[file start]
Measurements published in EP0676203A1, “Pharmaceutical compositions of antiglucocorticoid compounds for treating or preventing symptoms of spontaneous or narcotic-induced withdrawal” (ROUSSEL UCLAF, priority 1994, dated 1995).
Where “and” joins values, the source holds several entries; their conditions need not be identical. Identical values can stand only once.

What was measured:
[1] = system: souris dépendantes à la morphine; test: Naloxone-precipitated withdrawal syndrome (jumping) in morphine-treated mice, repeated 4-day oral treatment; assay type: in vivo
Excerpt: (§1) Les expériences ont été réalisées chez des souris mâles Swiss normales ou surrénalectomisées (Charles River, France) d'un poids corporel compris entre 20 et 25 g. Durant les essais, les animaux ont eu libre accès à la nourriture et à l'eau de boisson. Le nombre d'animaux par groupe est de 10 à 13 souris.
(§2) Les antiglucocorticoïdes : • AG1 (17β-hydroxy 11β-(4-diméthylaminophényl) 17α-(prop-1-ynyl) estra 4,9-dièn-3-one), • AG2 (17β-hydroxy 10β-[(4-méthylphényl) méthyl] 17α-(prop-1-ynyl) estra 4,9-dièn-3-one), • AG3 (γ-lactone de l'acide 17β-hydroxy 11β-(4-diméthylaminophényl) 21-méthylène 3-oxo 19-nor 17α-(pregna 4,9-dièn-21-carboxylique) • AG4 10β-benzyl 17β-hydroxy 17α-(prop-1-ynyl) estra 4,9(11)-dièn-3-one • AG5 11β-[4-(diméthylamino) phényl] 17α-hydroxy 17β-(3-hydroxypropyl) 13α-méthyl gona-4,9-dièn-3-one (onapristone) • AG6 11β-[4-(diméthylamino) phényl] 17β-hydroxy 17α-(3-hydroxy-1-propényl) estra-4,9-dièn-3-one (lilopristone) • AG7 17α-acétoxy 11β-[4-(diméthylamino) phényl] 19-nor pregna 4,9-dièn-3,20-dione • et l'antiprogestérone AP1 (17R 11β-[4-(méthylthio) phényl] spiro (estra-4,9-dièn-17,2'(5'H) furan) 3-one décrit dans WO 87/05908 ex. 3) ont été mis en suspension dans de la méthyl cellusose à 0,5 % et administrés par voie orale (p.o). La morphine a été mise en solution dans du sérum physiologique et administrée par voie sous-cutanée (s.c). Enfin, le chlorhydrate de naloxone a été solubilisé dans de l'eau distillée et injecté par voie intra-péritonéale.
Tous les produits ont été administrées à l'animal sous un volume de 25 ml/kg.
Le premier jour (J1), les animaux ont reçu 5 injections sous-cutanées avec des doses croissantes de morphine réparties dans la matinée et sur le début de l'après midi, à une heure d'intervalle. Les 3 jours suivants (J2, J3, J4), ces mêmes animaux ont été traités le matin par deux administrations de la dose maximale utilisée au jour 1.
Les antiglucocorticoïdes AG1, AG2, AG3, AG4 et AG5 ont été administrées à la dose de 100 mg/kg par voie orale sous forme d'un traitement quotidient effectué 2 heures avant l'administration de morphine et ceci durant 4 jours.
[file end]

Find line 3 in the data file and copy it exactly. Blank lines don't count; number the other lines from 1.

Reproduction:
What was measured: